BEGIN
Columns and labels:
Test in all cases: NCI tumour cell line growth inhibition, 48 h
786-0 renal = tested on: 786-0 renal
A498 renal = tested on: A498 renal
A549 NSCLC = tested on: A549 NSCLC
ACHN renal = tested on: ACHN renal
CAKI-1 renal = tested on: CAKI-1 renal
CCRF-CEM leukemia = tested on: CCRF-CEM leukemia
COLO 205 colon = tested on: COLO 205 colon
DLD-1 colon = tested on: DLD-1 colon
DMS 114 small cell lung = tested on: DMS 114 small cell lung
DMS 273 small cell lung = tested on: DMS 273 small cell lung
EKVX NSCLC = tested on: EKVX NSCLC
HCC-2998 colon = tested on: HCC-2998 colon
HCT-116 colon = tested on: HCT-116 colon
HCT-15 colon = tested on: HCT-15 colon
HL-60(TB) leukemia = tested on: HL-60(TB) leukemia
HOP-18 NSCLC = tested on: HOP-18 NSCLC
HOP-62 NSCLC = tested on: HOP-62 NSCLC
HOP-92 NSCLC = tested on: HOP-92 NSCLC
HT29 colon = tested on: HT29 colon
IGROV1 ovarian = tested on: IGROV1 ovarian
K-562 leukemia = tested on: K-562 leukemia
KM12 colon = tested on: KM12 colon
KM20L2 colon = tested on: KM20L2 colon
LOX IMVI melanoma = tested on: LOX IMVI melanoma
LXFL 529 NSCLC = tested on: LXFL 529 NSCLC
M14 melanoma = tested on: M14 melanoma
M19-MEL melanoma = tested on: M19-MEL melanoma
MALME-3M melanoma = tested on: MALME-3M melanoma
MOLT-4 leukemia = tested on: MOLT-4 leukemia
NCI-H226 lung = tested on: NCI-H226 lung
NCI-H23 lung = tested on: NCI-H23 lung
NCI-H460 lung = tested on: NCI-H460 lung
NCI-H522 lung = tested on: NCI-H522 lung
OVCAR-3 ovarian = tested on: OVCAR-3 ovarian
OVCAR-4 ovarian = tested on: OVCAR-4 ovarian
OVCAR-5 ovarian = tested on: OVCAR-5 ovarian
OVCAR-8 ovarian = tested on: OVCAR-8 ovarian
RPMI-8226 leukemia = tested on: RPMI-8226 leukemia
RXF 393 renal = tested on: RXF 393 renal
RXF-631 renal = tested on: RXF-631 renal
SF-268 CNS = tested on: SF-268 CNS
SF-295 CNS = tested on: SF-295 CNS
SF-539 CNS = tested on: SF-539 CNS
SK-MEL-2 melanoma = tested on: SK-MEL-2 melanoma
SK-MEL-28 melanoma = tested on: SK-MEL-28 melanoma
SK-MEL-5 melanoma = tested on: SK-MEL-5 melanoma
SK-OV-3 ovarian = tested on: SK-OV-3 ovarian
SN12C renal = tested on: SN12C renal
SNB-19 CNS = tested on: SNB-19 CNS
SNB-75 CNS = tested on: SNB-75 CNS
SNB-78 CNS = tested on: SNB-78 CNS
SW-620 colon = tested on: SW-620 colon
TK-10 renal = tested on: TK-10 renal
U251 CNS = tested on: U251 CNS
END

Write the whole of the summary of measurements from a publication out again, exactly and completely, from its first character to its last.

Columns and labels:
Test in all cases: NCI tumour cell line growth inhibition, 48 h
786-0 renal = tested on: 786-0 renal
A498 renal = tested on: A498 renal
A549 NSCLC = tested on: A549 NSCLC
ACHN renal = tested on: ACHN renal
CAKI-1 renal = tested on: CAKI-1 renal
CCRF-CEM leukemia = tested on: CCRF-CEM leukemia
COLO 205 colon = tested on: COLO 205 colon
DLD-1 colon = tested on: DLD-1 colon
DMS 114 small cell lung = tested on: DMS 114 small cell lung
DMS 273 small cell lung = tested on: DMS 273 small cell lung
EKVX NSCLC = tested on: EKVX NSCLC
HCC-2998 colon = tested on: HCC-2998 colon
HCT-116 colon = tested on: HCT-116 colon
HCT-15 colon = tested on: HCT-15 colon
HL-60(TB) leukemia = tested on: HL-60(TB) leukemia
HOP-18 NSCLC = tested on: HOP-18 NSCLC
HOP-62 NSCLC = tested on: HOP-62 NSCLC
HOP-92 NSCLC = tested on: HOP-92 NSCLC
HT29 colon = tested on: HT29 colon
IGROV1 ovarian = tested on: IGROV1 ovarian
K-562 leukemia = tested on: K-562 leukemia
KM12 colon = tested on: KM12 colon
KM20L2 colon = tested on: KM20L2 colon
LOX IMVI melanoma = tested on: LOX IMVI melanoma
LXFL 529 NSCLC = tested on: LXFL 529 NSCLC
M14 melanoma = tested on: M14 melanoma
M19-MEL melanoma = tested on: M19-MEL melanoma
MALME-3M melanoma = tested on: MALME-3M melanoma
MOLT-4 leukemia = tested on: MOLT-4 leukemia
NCI-H226 lung = tested on: NCI-H226 lung
NCI-H23 lung = tested on: NCI-H23 lung
NCI-H460 lung = tested on: NCI-H460 lung
NCI-H522 lung = tested on: NCI-H522 lung
OVCAR-3 ovarian = tested on: OVCAR-3 ovarian
OVCAR-4 ovarian = tested on: OVCAR-4 ovarian
OVCAR-5 ovarian = tested on: OVCAR-5 ovarian
OVCAR-8 ovarian = tested on: OVCAR-8 ovarian
RPMI-8226 leukemia = tested on: RPMI-8226 leukemia
RXF 393 renal = tested on: RXF 393 renal
RXF-631 renal = tested on: RXF-631 renal
SF-268 CNS = tested on: SF-268 CNS
SF-295 CNS = tested on: SF-295 CNS
SF-539 CNS = tested on: SF-539 CNS
SK-MEL-2 melanoma = tested on: SK-MEL-2 melanoma
SK-MEL-28 melanoma = tested on: SK-MEL-28 melanoma
SK-MEL-5 melanoma = tested on: SK-MEL-5 melanoma
SK-OV-3 ovarian = tested on: SK-OV-3 ovarian
SN12C renal = tested on: SN12C renal
SNB-19 CNS = tested on: SNB-19 CNS
SNB-75 CNS = tested on: SNB-75 CNS
SNB-78 CNS = tested on: SNB-78 CNS
SW-620 colon = tested on: SW-620 colon
TK-10 renal = tested on: TK-10 renal
U251 CNS = tested on: U251 CNS